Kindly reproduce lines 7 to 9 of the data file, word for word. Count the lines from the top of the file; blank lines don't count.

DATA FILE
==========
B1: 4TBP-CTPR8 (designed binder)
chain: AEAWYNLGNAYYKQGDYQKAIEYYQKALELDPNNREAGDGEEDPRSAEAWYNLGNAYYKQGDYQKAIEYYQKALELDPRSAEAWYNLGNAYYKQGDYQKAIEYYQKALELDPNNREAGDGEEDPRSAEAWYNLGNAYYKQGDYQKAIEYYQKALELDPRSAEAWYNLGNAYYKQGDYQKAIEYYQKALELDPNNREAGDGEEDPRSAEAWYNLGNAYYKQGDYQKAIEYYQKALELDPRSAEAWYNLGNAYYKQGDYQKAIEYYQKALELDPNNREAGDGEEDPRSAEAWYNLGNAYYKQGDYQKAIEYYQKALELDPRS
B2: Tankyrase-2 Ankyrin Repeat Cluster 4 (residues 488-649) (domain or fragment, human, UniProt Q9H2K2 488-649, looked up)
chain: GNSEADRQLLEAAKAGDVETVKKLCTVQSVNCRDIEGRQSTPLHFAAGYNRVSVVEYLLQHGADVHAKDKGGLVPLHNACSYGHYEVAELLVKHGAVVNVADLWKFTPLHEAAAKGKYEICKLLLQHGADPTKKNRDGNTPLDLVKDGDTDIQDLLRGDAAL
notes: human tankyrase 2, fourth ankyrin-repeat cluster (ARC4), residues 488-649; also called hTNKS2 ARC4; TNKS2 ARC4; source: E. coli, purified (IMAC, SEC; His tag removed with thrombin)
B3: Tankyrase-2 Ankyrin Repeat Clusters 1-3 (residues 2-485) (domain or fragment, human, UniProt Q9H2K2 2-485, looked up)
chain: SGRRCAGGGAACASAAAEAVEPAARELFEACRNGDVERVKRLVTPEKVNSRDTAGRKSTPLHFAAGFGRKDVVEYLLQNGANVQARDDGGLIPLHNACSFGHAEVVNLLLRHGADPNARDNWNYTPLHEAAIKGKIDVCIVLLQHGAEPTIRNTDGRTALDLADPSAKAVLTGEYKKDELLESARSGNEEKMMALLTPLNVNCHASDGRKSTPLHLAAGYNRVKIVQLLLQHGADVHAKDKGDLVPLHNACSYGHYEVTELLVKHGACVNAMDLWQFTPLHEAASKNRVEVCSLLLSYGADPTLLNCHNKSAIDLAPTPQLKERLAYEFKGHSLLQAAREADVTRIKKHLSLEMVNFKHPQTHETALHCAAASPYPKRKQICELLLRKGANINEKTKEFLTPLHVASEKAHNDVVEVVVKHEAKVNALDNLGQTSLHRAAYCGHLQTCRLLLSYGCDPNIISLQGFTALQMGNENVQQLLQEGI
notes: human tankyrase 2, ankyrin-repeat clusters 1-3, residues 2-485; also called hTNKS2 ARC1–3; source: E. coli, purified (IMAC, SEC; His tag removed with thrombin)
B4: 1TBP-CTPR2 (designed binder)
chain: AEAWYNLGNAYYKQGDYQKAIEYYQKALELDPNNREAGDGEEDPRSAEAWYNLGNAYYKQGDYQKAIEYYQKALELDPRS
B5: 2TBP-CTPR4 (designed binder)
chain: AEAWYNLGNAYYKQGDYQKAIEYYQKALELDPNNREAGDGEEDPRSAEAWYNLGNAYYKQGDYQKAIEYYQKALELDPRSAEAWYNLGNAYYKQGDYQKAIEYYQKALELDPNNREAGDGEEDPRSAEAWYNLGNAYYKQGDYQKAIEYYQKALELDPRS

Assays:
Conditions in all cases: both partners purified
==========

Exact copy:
chain: SGRRCAGGGAACASAAAEAVEPAARELFEACRNGDVERVKRLVTPEKVNSRDTAGRKSTPLHFAAGFGRKDVVEYLLQNGANVQARDDGGLIPLHNACSFGHAEVVNLLLRHGADPNARDNWNYTPLHEAAIKGKIDVCIVLLQHGAEPTIRNTDGRTALDLADPSAKAVLTGEYKKDELLESARSGNEEKMMALLTPLNVNCHASDGRKSTPLHLAAGYNRVKIVQLLLQHGADVHAKDKGDLVPLHNACSYGHYEVTELLVKHGACVNAMDLWQFTPLHEAASKNRVEVCSLLLSYGADPTLLNCHNKSAIDLAPTPQLKERLAYEFKGHSLLQAAREADVTRIKKHLSLEMVNFKHPQTHETALHCAAASPYPKRKQICELLLRKGANINEKTKEFLTPLHVASEKAHNDVVEVVVKHEAKVNALDNLGQTSLHRAAYCGHLQTCRLLLSYGCDPNIISLQGFTALQMGNENVQQLLQEGI
notes: human tankyrase 2, ankyrin-repeat clusters 1-3, residues 2-485; also called hTNKS2 ARC1–3; source: E. coli, purified (IMAC, SEC; His tag removed with thrombin)
B4: 1TBP-CTPR2 (designed binder)